If you are approaching your driving test, then you should know the answer to the title of this article. Turning in the road requires slow speed control, quick steering and safe observation.
While no longer officially tested, the turning in the road manoeuvre is massively beneficial to any driver on the road and remains a crucial part of the driving syllabus.
When you find yourself stuck at a dead-end, you will know it was worth all of those practice hours. In this article, we look at one of the trickiest manoeuvres you will encounter on the learner driver syllabus.
Table of Contents
Prepare, Observe, and Move
Before attempting any manoeuvre in a vehicle on the road, whether it’s on your test or as a qualified driver, it’s important to remember the driving routine Prepare, Observe, and Move (POM). This simple formula is vital to the safety of you and other road users.
In preparation for the manoeuvre, you need to check the vehicle is in readiness to move. You need to ensure your feet are in position and the car is prepared to manoeuvre. Observe the road, check your visibility and your mirrors thoroughly. Chances are there will be a vehicle waiting. Don’t panic! When everything is in place, then begin, safely.
Park on the Left
When this manoeuvre was taught on the driving test the examiner asked you to park on the left. This was to simulate a real-life scenario. Be prepared for your driving instructor to issue a similar instruction. Your instructor will want to test your ability to park safely using your interior mirror and your left mirror.
At this instruction, you should look ahead for a safe place to turn in, check your mirrors and then signal left. Pull into the left and stop. When stopped, apply the parking brake and select neutral. Your instructor will then brief you on the forthcoming manoeuvre.
They will ask you to turn the car around, make a turn in the road, or perform a three-point turn.
Steering to the Right
Before attempting the manoeuvre check your mirrors. Check your rear mirror, right mirror, and your right blind spot. You will not have to use your indicator for this manoeuvre as there must be no oncoming traffic for the manoeuvre to take place safely and also a signal suggests we are moving off down the road and not manoeuvering.
If there is a viable gap in which to begin the manoeuvre then you can begin your turn in the road. If not, patiently wait until the opportunity presents itself.
When you’re ready to turn in the road, let the parking brake off and use clutch control to move the car off slowly. You should be moving at a slow walking pace. As the car moves forward, turn the steering wheel as fast as possible to the right preferably until the wheel is full lock.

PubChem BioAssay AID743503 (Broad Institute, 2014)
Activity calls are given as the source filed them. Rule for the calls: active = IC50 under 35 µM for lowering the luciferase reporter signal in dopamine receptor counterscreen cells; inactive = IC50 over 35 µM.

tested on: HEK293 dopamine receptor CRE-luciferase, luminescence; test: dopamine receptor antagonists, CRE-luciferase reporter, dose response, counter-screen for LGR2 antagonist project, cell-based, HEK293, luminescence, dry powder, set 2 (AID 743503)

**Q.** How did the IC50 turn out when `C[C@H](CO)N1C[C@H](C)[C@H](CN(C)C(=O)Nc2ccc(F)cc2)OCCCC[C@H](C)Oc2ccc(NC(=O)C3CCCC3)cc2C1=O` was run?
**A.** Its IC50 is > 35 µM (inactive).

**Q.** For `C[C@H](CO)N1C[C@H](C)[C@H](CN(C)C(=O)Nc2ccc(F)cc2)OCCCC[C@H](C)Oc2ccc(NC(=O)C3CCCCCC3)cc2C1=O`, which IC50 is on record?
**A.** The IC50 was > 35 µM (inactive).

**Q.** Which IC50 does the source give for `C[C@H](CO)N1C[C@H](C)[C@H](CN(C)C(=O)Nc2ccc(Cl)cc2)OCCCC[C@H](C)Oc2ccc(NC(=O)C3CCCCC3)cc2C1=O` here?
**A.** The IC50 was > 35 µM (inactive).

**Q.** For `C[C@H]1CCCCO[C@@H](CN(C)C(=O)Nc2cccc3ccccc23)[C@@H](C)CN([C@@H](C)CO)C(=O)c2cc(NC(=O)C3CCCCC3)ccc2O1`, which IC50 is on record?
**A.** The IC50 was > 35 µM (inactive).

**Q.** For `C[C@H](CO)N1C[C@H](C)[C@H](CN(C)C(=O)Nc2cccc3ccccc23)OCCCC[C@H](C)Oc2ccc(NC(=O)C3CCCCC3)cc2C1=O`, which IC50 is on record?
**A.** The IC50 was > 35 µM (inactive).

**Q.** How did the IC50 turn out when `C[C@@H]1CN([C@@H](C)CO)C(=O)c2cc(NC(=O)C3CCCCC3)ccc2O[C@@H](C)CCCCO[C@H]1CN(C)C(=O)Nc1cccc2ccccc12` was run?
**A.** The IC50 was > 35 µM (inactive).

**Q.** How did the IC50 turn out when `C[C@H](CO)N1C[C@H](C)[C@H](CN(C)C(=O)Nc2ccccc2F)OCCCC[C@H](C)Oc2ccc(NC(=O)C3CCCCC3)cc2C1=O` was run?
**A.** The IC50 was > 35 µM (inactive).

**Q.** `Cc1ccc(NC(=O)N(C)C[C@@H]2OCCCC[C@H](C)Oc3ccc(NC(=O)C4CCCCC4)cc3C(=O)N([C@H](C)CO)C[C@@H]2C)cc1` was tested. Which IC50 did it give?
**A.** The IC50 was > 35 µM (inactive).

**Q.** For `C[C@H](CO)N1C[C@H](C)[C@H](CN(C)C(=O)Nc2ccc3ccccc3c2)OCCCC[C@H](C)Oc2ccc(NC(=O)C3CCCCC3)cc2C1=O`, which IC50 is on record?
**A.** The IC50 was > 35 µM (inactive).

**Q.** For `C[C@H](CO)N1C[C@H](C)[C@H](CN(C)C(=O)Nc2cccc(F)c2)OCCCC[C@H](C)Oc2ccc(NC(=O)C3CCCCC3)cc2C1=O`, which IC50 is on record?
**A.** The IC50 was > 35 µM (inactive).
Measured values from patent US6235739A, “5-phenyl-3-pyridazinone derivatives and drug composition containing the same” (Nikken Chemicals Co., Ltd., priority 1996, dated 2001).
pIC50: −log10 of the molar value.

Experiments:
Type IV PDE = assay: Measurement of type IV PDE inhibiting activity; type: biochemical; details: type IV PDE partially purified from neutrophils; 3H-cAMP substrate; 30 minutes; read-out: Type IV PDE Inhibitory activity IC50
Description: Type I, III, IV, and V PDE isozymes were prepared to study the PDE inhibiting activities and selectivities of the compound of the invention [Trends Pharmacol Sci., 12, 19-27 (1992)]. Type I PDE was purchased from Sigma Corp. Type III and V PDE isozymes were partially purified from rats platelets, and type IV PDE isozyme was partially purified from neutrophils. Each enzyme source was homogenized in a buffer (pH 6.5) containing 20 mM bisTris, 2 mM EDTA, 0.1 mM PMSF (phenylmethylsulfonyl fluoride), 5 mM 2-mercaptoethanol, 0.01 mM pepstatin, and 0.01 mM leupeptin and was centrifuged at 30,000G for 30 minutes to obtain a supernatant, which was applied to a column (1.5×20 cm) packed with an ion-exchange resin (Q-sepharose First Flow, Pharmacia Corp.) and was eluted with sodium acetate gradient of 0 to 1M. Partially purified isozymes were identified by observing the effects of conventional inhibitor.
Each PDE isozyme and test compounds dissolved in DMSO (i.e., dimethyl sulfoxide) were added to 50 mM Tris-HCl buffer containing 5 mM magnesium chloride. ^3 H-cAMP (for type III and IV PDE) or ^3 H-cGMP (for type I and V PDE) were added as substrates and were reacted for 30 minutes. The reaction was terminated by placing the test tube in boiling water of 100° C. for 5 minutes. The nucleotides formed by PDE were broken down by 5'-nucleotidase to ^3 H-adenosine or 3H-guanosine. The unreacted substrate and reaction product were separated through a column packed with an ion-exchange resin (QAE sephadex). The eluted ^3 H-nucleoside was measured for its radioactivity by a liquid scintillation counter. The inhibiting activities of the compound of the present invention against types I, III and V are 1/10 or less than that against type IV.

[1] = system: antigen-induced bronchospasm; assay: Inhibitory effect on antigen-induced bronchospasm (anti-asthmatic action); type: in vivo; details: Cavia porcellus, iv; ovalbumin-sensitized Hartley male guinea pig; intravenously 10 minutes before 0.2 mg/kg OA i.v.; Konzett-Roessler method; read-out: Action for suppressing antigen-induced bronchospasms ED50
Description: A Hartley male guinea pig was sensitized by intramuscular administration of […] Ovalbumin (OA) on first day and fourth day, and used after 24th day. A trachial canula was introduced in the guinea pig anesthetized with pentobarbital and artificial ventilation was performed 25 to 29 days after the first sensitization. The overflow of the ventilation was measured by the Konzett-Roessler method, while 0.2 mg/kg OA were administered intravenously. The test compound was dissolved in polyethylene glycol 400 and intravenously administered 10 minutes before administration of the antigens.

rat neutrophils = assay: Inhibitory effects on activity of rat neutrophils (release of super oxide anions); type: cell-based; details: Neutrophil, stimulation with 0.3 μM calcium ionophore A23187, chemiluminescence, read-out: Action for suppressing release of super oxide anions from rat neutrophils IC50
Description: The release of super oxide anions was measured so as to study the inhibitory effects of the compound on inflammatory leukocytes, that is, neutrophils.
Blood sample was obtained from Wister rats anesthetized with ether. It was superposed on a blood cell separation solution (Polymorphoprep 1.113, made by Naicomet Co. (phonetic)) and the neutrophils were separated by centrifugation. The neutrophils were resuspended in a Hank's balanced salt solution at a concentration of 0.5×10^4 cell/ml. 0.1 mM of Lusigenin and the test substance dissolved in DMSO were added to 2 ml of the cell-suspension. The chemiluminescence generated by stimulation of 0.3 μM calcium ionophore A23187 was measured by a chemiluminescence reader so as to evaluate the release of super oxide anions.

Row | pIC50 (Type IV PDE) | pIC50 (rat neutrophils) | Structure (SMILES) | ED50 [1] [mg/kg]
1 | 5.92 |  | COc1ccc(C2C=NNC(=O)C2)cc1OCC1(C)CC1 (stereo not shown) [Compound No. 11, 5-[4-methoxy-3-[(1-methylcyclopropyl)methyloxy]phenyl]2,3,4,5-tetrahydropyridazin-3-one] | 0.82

Continue across the road until the car is within one metre of the opposite kerb, then countersteer the steering wheel in the opposite direction to set yourself up for the reverse phase.
At this point in the manoeuvre, you will have the clutch pressed down and your foot on the brake. Now you need to find the clutch bite point again, use the handbrake if it makes it easier. Before moving the car again check up and down the road for any vehicles. If clear, check the rear windscreen and slowly move the car in reverse.
Whilst moving, quickly turn the steering wheel left until it locks. Continue to reverse.
You should be looking through the rear window but also checking the side windows for traffic.
Approximately halfway across the road look over your right shoulder to keep an eye on the approaching kerb. Guard against mounting the kerb. Once again, when you are one meter from the kerb turn the steering wheel to the right, depress the clutch and gently press the brake.
Slowly Move off
From this position, you need to apply the parking brake and select first gear. Find the clutch biting point. Before moving off, recheck the road to ensure it is clear to proceed.
Check at least twice. When you’re convinced it’s safe to move, release the parking brake and turn the steering wheel quickly to the right. Congratulations, you successfully performed the tricky turn in the road manoeuvre.
On average, driving instructors begin teaching manoeuvres after 10 hours of driving. It could be less if you’re a particularly competent driver.
The first manoeuvre taught is usually the turning on the road, it is one of the most tricky manoeuvres, perhaps only second to reverse parking. Your driving instructor will tell you when you are competent enough with the manoeuvre.